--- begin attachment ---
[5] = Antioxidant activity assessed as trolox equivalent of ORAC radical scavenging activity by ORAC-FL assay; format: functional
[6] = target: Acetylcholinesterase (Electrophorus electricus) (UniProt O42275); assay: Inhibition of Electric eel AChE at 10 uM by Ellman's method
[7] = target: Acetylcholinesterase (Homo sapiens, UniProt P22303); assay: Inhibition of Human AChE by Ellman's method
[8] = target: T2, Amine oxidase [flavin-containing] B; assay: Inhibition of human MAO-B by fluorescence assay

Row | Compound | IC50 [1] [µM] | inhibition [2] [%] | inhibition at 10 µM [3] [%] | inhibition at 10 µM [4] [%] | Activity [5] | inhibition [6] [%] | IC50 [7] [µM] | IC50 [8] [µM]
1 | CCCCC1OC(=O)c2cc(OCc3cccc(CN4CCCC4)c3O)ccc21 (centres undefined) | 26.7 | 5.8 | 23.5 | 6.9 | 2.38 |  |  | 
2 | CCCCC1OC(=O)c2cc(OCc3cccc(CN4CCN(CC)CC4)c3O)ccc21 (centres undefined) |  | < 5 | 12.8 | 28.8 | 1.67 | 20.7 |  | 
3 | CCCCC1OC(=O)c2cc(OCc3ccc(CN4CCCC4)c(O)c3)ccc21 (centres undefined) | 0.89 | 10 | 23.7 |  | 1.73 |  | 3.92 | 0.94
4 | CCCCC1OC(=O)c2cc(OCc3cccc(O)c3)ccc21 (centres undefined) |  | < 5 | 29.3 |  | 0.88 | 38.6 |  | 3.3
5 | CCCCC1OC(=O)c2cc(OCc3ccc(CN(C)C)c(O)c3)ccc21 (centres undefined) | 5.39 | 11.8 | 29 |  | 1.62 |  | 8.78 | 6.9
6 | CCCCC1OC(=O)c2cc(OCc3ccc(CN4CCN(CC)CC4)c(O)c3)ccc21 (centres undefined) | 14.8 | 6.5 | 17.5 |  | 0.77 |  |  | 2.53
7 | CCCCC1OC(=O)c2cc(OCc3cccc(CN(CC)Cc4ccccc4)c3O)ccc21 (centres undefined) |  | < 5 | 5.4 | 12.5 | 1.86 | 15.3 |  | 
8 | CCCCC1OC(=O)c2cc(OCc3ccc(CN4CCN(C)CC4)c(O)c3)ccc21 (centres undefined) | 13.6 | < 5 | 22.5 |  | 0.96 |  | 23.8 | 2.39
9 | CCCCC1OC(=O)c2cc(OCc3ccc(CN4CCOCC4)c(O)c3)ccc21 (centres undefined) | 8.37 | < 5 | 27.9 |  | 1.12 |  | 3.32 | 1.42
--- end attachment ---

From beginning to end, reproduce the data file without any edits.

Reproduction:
[5] = Antioxidant activity assessed as trolox equivalent of ORAC radical scavenging activity by ORAC-FL assay; format: functional
[6] = target: Acetylcholinesterase (Electrophorus electricus) (UniProt O42275); assay: Inhibition of Electric eel AChE at 10 uM by Ellman's method
[7] = target: Acetylcholinesterase (Homo sapiens, UniProt P22303); assay: Inhibition of Human AChE by Ellman's method
[8] = target: T2, Amine oxidase [flavin-containing] B; assay: Inhibition of human MAO-B by fluorescence assay

Row | Compound | IC50 [1] [µM] | inhibition [2] [%] | inhibition at 10 µM [3] [%] | inhibition at 10 µM [4] [%] | Activity [5] | inhibition [6] [%] | IC50 [7] [µM] | IC50 [8] [µM]
1 | CCCCC1OC(=O)c2cc(OCc3cccc(CN4CCCC4)c3O)ccc21 (centres undefined) | 26.7 | 5.8 | 23.5 | 6.9 | 2.38 |  |  | 
2 | CCCCC1OC(=O)c2cc(OCc3cccc(CN4CCN(CC)CC4)c3O)ccc21 (centres undefined) |  | < 5 | 12.8 | 28.8 | 1.67 | 20.7 |  | 
3 | CCCCC1OC(=O)c2cc(OCc3ccc(CN4CCCC4)c(O)c3)ccc21 (centres undefined) | 0.89 | 10 | 23.7 |  | 1.73 |  | 3.92 | 0.94
4 | CCCCC1OC(=O)c2cc(OCc3cccc(O)c3)ccc21 (centres undefined) |  | < 5 | 29.3 |  | 0.88 | 38.6 |  | 3.3
5 | CCCCC1OC(=O)c2cc(OCc3ccc(CN(C)C)c(O)c3)ccc21 (centres undefined) | 5.39 | 11.8 | 29 |  | 1.62 |  | 8.78 | 6.9
6 | CCCCC1OC(=O)c2cc(OCc3ccc(CN4CCN(CC)CC4)c(O)c3)ccc21 (centres undefined) | 14.8 | 6.5 | 17.5 |  | 0.77 |  |  | 2.53
7 | CCCCC1OC(=O)c2cc(OCc3cccc(CN(CC)Cc4ccccc4)c3O)ccc21 (centres undefined) |  | < 5 | 5.4 | 12.5 | 1.86 | 15.3 |  | 
8 | CCCCC1OC(=O)c2cc(OCc3ccc(CN4CCN(C)CC4)c(O)c3)ccc21 (centres undefined) | 13.6 | < 5 | 22.5 |  | 0.96 |  | 23.8 | 2.39
9 | CCCCC1OC(=O)c2cc(OCc3ccc(CN4CCOCC4)c(O)c3)ccc21 (centres undefined) | 8.37 | < 5 | 27.9 |  | 1.12 |  | 3.32 | 1.42